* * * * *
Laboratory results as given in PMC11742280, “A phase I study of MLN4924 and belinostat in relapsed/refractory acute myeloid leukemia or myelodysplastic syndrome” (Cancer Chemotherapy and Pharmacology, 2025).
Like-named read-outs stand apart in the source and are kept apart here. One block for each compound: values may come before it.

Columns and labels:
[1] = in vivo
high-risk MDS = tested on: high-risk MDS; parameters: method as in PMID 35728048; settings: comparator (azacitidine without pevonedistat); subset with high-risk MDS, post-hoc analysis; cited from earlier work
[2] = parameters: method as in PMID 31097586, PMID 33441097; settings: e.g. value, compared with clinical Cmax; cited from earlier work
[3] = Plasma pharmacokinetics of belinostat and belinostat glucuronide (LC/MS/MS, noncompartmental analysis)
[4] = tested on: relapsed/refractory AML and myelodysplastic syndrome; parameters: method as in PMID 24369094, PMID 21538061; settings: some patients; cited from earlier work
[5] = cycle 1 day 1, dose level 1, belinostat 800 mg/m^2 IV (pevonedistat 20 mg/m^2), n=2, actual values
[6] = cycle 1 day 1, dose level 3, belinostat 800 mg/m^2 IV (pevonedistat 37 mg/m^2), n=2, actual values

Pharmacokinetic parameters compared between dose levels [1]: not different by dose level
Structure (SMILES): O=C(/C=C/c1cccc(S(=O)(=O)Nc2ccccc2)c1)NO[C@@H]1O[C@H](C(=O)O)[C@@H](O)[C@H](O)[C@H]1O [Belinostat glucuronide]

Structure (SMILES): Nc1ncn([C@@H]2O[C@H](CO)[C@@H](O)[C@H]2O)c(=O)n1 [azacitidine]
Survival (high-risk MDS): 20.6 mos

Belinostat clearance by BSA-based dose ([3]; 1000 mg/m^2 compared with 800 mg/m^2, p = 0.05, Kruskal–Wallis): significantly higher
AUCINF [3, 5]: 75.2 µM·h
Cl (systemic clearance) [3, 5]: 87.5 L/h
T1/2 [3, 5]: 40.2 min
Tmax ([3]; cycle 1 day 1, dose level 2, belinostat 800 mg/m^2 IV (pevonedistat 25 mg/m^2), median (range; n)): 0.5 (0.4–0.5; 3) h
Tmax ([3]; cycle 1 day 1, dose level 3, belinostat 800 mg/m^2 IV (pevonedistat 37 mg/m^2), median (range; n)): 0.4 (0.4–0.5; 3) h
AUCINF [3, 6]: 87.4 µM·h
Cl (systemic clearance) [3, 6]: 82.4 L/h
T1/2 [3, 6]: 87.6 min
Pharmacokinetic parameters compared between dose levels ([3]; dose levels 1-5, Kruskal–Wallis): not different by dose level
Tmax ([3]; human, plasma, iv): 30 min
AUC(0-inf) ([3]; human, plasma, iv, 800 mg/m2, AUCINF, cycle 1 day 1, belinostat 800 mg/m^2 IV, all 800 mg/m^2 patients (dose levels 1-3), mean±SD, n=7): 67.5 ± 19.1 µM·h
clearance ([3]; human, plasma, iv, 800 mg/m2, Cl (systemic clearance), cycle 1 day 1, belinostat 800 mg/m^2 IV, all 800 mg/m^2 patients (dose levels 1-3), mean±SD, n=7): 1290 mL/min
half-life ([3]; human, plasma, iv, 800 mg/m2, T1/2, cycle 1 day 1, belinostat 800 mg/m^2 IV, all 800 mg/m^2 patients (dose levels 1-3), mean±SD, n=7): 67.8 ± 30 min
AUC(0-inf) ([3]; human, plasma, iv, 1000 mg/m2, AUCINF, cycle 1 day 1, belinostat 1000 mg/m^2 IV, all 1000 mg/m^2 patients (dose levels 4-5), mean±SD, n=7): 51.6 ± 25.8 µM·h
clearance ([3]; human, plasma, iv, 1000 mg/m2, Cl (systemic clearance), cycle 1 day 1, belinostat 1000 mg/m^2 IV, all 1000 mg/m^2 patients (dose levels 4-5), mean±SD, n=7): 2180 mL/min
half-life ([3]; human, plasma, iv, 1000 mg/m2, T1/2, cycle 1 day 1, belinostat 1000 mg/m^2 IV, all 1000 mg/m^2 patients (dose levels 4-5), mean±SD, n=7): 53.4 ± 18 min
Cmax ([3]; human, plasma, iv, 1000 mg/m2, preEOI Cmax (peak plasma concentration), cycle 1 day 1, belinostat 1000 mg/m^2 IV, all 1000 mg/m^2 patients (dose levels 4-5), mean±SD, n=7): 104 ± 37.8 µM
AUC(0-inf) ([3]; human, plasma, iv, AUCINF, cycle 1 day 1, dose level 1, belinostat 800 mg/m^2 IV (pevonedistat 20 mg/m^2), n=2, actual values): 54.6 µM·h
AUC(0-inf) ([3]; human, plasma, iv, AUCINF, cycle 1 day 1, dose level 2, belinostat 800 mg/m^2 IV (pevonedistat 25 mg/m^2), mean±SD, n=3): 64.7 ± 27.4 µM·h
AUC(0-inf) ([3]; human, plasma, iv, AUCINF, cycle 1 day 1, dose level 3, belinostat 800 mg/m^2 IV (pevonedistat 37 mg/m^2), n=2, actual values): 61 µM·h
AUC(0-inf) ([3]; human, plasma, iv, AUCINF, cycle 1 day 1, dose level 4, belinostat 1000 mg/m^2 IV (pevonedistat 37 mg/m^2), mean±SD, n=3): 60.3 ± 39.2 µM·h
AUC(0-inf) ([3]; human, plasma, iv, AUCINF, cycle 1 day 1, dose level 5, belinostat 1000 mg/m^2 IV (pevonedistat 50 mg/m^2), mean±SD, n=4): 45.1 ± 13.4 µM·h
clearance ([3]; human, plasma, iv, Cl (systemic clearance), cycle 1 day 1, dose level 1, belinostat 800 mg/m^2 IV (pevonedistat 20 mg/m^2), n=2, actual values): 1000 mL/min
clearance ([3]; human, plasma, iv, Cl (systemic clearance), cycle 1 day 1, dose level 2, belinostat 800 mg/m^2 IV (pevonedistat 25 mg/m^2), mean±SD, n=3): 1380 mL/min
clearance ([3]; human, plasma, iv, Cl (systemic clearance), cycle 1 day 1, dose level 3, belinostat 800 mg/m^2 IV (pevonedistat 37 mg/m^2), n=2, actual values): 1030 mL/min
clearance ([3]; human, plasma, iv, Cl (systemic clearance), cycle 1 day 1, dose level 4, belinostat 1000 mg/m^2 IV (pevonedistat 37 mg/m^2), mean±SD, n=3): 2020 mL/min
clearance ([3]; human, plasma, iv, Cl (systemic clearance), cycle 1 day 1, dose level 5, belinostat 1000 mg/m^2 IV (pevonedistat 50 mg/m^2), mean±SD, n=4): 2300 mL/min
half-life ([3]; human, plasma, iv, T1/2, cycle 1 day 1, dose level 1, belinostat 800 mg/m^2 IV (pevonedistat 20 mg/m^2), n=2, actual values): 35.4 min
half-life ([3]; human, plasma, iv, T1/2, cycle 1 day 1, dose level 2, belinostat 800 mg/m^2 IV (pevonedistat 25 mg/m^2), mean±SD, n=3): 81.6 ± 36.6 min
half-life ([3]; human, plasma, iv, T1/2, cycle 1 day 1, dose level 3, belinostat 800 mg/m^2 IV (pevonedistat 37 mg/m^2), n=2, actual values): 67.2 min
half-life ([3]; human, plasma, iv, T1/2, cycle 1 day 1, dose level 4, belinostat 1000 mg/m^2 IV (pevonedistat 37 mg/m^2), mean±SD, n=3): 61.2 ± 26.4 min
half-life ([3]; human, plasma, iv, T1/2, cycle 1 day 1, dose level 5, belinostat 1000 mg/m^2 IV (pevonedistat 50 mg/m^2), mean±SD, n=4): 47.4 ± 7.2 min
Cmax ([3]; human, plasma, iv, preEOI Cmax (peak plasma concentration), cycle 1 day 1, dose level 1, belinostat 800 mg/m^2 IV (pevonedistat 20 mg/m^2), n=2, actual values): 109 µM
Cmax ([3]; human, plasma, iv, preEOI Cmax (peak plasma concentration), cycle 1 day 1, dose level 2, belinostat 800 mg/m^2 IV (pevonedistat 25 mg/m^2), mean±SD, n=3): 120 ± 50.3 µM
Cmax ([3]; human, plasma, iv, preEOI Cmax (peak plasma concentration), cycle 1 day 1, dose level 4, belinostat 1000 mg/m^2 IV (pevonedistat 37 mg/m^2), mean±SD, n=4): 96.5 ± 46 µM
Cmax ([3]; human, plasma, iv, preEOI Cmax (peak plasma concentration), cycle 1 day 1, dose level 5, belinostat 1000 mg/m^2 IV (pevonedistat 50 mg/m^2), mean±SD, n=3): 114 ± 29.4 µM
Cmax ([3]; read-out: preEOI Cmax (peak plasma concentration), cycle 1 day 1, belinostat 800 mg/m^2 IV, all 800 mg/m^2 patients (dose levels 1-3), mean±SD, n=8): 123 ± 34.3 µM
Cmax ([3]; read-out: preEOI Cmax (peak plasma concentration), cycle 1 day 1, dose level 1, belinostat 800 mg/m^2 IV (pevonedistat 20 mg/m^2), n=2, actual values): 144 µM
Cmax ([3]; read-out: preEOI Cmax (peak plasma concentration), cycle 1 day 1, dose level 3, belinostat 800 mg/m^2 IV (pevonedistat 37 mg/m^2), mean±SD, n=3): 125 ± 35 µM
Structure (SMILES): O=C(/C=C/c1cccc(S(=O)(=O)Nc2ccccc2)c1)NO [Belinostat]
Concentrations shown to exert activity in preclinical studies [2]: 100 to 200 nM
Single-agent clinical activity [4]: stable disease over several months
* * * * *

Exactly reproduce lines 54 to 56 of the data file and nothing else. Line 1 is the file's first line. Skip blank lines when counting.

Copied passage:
Cmax ([3]; read-out: preEOI Cmax (peak plasma concentration), cycle 1 day 1, dose level 3, belinostat 800 mg/m^2 IV (pevonedistat 37 mg/m^2), mean±SD, n=3): 125 ± 35 µM
Structure (SMILES): O=C(/C=C/c1cccc(S(=O)(=O)Nc2ccccc2)c1)NO [Belinostat]
Concentrations shown to exert activity in preclinical studies [2]: 100 to 200 nM